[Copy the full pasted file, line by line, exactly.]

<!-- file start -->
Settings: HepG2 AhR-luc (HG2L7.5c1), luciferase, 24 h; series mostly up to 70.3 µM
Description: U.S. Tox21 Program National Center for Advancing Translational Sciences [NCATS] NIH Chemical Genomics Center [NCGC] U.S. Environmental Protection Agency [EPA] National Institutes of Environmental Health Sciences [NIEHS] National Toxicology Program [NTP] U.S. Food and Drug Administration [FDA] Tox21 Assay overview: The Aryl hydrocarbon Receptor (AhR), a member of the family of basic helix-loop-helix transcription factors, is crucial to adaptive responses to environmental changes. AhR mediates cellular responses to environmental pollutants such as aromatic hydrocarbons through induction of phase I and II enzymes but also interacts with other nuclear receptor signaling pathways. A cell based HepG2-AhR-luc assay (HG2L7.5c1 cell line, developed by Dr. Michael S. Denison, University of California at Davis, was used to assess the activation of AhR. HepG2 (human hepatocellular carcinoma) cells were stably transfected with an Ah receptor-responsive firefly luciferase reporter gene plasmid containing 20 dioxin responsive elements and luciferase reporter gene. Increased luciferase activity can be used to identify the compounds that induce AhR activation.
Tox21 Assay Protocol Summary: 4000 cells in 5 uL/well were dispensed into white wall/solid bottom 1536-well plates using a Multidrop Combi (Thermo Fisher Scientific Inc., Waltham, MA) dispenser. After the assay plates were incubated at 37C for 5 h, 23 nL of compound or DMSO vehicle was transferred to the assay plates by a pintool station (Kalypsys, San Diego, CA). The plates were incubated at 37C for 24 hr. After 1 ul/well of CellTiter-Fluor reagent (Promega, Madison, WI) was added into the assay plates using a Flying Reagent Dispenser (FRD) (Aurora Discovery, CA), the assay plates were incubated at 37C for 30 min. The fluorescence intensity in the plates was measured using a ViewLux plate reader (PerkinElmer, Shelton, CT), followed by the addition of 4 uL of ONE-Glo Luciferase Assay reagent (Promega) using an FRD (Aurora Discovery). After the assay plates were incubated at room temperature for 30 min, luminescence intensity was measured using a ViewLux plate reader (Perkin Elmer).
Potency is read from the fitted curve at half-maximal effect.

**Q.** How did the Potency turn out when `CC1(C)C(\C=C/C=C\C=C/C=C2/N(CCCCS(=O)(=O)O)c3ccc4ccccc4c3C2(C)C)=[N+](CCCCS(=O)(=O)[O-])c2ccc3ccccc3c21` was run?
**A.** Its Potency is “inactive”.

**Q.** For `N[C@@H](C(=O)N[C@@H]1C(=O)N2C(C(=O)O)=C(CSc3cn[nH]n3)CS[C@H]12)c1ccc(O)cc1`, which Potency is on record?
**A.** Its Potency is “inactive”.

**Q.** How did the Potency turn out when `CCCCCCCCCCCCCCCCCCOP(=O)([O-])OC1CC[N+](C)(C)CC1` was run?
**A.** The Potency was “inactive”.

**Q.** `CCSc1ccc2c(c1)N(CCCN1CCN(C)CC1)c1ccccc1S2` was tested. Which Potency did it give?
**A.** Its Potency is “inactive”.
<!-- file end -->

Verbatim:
Settings: HepG2 AhR-luc (HG2L7.5c1), luciferase, 24 h; series mostly up to 70.3 µM
Description: U.S. Tox21 Program National Center for Advancing Translational Sciences [NCATS] NIH Chemical Genomics Center [NCGC] U.S. Environmental Protection Agency [EPA] National Institutes of Environmental Health Sciences [NIEHS] National Toxicology Program [NTP] U.S. Food and Drug Administration [FDA] Tox21 Assay overview: The Aryl hydrocarbon Receptor (AhR), a member of the family of basic helix-loop-helix transcription factors, is crucial to adaptive responses to environmental changes. AhR mediates cellular responses to environmental pollutants such as aromatic hydrocarbons through induction of phase I and II enzymes but also interacts with other nuclear receptor signaling pathways. A cell based HepG2-AhR-luc assay (HG2L7.5c1 cell line, developed by Dr. Michael S. Denison, University of California at Davis, was used to assess the activation of AhR. HepG2 (human hepatocellular carcinoma) cells were stably transfected with an Ah receptor-responsive firefly luciferase reporter gene plasmid containing 20 dioxin responsive elements and luciferase reporter gene. Increased luciferase activity can be used to identify the compounds that induce AhR activation.
Tox21 Assay Protocol Summary: 4000 cells in 5 uL/well were dispensed into white wall/solid bottom 1536-well plates using a Multidrop Combi (Thermo Fisher Scientific Inc., Waltham, MA) dispenser. After the assay plates were incubated at 37C for 5 h, 23 nL of compound or DMSO vehicle was transferred to the assay plates by a pintool station (Kalypsys, San Diego, CA). The plates were incubated at 37C for 24 hr. After 1 ul/well of CellTiter-Fluor reagent (Promega, Madison, WI) was added into the assay plates using a Flying Reagent Dispenser (FRD) (Aurora Discovery, CA), the assay plates were incubated at 37C for 30 min. The fluorescence intensity in the plates was measured using a ViewLux plate reader (PerkinElmer, Shelton, CT), followed by the addition of 4 uL of ONE-Glo Luciferase Assay reagent (Promega) using an FRD (Aurora Discovery). After the assay plates were incubated at room temperature for 30 min, luminescence intensity was measured using a ViewLux plate reader (Perkin Elmer).
Potency is read from the fitted curve at half-maximal effect.

**Q.** How did the Potency turn out when `CC1(C)C(\C=C/C=C\C=C/C=C2/N(CCCCS(=O)(=O)O)c3ccc4ccccc4c3C2(C)C)=[N+](CCCCS(=O)(=O)[O-])c2ccc3ccccc3c21` was run?
**A.** Its Potency is “inactive”.

**Q.** For `N[C@@H](C(=O)N[C@@H]1C(=O)N2C(C(=O)O)=C(CSc3cn[nH]n3)CS[C@H]12)c1ccc(O)cc1`, which Potency is on record?
**A.** Its Potency is “inactive”.

**Q.** How did the Potency turn out when `CCCCCCCCCCCCCCCCCCOP(=O)([O-])OC1CC[N+](C)(C)CC1` was run?
**A.** The Potency was “inactive”.

**Q.** `CCSc1ccc2c(c1)N(CCCN1CCN(C)CC1)c1ccccc1S2` was tested. Which Potency did it give?
**A.** Its Potency is “inactive”.